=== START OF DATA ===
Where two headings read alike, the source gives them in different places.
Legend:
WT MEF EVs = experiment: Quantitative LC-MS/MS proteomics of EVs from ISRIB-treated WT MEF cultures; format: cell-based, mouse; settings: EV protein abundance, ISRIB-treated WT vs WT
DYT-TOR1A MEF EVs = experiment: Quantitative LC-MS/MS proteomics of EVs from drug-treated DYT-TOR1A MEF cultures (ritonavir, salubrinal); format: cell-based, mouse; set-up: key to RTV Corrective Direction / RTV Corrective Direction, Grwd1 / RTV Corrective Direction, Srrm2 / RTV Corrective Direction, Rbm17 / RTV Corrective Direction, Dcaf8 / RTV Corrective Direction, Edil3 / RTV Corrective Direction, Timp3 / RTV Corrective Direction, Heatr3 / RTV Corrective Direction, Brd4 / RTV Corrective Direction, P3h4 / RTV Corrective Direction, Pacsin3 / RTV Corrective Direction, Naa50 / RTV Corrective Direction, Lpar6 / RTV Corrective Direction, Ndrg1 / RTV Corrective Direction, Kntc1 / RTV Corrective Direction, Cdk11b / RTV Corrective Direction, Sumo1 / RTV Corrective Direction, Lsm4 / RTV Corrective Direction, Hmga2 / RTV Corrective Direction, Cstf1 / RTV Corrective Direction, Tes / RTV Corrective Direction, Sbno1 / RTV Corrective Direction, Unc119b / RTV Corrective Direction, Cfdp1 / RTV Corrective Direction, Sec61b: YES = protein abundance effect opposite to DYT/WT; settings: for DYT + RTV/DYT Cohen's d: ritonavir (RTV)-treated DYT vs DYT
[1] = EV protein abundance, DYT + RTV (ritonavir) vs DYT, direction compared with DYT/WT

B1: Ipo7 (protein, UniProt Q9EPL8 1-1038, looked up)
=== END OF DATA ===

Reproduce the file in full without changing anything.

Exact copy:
Where two headings read alike, the source gives them in different places.
Legend:
WT MEF EVs = experiment: Quantitative LC-MS/MS proteomics of EVs from ISRIB-treated WT MEF cultures; format: cell-based, mouse; settings: EV protein abundance, ISRIB-treated WT vs WT
DYT-TOR1A MEF EVs = experiment: Quantitative LC-MS/MS proteomics of EVs from drug-treated DYT-TOR1A MEF cultures (ritonavir, salubrinal); format: cell-based, mouse; set-up: key to RTV Corrective Direction / RTV Corrective Direction, Grwd1 / RTV Corrective Direction, Srrm2 / RTV Corrective Direction, Rbm17 / RTV Corrective Direction, Dcaf8 / RTV Corrective Direction, Edil3 / RTV Corrective Direction, Timp3 / RTV Corrective Direction, Heatr3 / RTV Corrective Direction, Brd4 / RTV Corrective Direction, P3h4 / RTV Corrective Direction, Pacsin3 / RTV Corrective Direction, Naa50 / RTV Corrective Direction, Lpar6 / RTV Corrective Direction, Ndrg1 / RTV Corrective Direction, Kntc1 / RTV Corrective Direction, Cdk11b / RTV Corrective Direction, Sumo1 / RTV Corrective Direction, Lsm4 / RTV Corrective Direction, Hmga2 / RTV Corrective Direction, Cstf1 / RTV Corrective Direction, Tes / RTV Corrective Direction, Sbno1 / RTV Corrective Direction, Unc119b / RTV Corrective Direction, Cfdp1 / RTV Corrective Direction, Sec61b: YES = protein abundance effect opposite to DYT/WT; settings: for DYT + RTV/DYT Cohen's d: ritonavir (RTV)-treated DYT vs DYT
[1] = EV protein abundance, DYT + RTV (ritonavir) vs DYT, direction compared with DYT/WT

B1: Ipo7 (protein, UniProt Q9EPL8 1-1038, looked up)